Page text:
• 41. Baseline and 10sec exercise
  • 42. 60sec exercise-exhaustion
  • 43. Congenital Myasthenic Syndromes
    • Newborns of non-Myasthenic mothers.
    • No Ach R antibodies.
    • Respiratory distress, feeding difficulty, Ptosis are common.
    • Decremental response on 2 Hz RNS, abnormal SF-EMG.
    • End plate acetyl cholinesterase deficiency and slow channel syndrome , a repetitive CMAP is elicited by a single supramaximal stimulus.
  • 44. Repetitive CMAP
  • 45. Lambert Eaton Myasthenic Syndrome (LEMS )
    • Weakness and fatigability of proximal muscles.
    • Relative sparing of EOM, bulbar muscles.
    • Hyporeflexia
    • Dry mouth
    • Associated with SCC lung
    • Antibodies against VGCC (voltage gated calcium channel)
  • 46. LEMS
  • 47. LEMS
    • Distal muscles RNS preferred
    • 3 pattern recognized
    • Low normal CMAP amplitude, decremental response at low rate RNS, normal at high rate.
    • Low CMAP amplitude, decremental response at low rate, and incremental response at high rate RNS (>100%)—classical triad .
    • Low CMAP amplitude, decremental low rate RNS, initial decrement at high rate RNS.
  • 48. Incrementing response after brief exercise (10-15 sec) in LEMS. Increment is 10-fold, with CMAP of 3.2 mV. CP CMAP amplitude is 0.35 mV (normal >1 mV).
  • 49. Incremental response in LEMS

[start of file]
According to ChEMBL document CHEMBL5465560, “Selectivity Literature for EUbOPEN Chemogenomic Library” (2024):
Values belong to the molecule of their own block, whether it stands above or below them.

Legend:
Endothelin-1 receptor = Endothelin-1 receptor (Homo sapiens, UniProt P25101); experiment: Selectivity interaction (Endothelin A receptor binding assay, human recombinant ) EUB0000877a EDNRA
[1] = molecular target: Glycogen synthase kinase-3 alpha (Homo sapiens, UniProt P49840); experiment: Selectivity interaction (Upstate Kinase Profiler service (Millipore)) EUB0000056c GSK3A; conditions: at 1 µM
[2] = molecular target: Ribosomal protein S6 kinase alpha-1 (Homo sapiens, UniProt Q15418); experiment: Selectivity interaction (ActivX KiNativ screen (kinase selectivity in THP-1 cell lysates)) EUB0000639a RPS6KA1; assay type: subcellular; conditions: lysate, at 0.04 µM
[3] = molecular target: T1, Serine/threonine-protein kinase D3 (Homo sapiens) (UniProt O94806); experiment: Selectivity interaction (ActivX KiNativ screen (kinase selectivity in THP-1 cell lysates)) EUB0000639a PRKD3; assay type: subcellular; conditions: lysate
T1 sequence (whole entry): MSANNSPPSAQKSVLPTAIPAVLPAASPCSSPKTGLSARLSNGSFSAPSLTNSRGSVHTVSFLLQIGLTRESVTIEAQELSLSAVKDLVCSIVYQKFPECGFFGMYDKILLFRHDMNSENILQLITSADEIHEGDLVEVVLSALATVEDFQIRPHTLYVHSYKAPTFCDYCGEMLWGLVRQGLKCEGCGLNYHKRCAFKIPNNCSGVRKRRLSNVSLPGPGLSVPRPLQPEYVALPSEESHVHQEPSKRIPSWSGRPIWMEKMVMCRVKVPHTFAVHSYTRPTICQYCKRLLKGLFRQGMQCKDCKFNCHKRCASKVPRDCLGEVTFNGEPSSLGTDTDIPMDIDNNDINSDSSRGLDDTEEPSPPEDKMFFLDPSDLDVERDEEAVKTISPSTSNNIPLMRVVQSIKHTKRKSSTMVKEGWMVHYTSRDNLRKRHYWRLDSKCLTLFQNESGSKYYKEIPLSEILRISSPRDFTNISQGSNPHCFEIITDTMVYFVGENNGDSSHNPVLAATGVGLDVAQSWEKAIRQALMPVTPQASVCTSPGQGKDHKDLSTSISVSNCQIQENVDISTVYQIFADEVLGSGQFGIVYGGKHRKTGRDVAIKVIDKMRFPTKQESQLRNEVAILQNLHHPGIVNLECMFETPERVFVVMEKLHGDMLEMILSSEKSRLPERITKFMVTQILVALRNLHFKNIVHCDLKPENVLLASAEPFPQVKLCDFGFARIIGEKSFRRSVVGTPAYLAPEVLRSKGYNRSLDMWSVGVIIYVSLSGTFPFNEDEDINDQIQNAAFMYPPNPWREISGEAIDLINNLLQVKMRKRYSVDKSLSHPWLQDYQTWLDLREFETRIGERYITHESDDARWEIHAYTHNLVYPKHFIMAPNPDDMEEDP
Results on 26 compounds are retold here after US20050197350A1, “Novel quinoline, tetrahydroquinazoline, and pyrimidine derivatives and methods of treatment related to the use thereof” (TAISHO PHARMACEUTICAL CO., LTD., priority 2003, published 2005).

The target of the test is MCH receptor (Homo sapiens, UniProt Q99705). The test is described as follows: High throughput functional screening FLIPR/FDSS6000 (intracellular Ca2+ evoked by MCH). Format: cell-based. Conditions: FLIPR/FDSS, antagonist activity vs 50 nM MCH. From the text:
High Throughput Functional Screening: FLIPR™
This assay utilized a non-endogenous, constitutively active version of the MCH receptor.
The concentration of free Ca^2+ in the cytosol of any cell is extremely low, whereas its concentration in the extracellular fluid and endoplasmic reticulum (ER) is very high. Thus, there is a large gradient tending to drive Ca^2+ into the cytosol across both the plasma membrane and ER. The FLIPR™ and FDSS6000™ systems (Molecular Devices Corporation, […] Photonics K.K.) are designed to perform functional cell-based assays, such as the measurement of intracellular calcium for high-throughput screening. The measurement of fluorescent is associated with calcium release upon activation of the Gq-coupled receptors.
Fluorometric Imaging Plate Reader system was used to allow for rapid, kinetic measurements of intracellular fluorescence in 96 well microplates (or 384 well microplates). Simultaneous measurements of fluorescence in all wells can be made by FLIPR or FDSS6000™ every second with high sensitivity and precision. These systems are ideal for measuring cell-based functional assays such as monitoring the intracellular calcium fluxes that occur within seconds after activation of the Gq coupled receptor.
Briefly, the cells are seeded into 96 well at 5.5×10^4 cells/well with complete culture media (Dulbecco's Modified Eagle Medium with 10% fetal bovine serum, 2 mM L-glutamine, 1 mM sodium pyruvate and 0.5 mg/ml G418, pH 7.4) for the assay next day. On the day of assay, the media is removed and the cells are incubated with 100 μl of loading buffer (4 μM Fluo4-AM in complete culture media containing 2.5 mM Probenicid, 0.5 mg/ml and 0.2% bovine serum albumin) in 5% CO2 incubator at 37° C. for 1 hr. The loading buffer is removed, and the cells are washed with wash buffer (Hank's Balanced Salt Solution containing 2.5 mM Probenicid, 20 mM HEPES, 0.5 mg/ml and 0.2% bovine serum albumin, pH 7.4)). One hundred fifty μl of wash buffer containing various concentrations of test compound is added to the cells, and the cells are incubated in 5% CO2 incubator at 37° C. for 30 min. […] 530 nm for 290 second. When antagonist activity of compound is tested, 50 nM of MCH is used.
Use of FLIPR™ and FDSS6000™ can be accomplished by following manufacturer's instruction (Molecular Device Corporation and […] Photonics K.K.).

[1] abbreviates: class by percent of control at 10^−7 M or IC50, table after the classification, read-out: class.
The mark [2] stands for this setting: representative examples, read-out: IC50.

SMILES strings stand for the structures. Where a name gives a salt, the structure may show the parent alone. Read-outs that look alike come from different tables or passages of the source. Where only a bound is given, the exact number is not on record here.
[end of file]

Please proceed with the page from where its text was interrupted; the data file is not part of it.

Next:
• 50. 50hz RNS-increments
  • 51. Botulism
    • Defective release of Ach from nerve terminals.
    • It cleaves synaptic vesicle protein.
    • Extra ocular and bulbar weakness  limb and respiratory weakness.
    • Blurred vision, dilated pupil, constipation, urinary retention.
    • Electro physiologically resemble LEMS
  • 52. Botulism
    • Reduced CMAP in at least two muscles
    • At least 20 percent CMAP amplitude facilitation on tetanic stimulation
    • Persistance of facilitation atleast 2 minutes after activation
    • No postactivation exhaustion
  • 53. Miscellaneous conditions
    • Amyotophic lateral sclerosis
    • Oculopharyngeal dystrophy
    • Drugs(aminoglycosides,Anaesthetic,Beta blockers)
    • Hypermagnesemia
    • Organophosphate
    • Seasonal myaesthenic syndromes
  • 54.  
  • 55.  
  • 56.  
  • 57.
    • Thank you
  • 58. References
    • American Association of electrodiagnostic medicine-Practice parameters on RNS
    • Aminoff text book of electrophysiology
    • Amato NMJ disorders
    • Jun Kimura 2 nd ed
    • Shapiro
    • emedicine –web md
  • 59. Thank you